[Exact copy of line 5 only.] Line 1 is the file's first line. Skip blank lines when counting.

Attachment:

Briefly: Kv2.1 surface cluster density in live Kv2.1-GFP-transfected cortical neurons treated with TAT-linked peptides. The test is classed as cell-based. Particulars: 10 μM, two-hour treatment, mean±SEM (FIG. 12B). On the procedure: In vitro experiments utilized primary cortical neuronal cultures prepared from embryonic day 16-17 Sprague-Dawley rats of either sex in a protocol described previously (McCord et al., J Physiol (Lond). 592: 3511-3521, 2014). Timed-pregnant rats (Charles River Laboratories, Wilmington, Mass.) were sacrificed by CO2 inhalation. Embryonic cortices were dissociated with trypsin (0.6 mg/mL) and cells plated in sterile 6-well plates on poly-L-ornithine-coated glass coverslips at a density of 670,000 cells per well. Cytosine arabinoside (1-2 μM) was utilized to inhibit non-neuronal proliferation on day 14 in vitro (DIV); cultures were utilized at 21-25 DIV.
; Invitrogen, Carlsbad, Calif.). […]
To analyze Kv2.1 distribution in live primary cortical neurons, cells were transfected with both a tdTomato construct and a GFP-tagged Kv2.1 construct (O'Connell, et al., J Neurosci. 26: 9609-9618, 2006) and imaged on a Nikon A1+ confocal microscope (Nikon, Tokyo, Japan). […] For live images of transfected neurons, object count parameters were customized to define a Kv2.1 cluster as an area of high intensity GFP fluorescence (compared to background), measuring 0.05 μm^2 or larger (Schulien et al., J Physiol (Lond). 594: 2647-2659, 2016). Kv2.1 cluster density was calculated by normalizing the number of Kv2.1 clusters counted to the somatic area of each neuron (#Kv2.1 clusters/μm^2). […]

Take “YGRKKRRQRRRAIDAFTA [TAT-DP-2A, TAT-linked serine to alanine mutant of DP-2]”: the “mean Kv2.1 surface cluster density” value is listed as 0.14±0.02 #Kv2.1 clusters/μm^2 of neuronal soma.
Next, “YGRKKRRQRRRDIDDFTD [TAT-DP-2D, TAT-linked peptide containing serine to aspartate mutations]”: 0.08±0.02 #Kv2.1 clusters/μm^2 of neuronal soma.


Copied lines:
Next, “YGRKKRRQRRRDIDDFTD [TAT-DP-2D, TAT-linked peptide containing serine to aspartate mutations]”: 0.08±0.02 #Kv2.1 clusters/μm^2 of neuronal soma.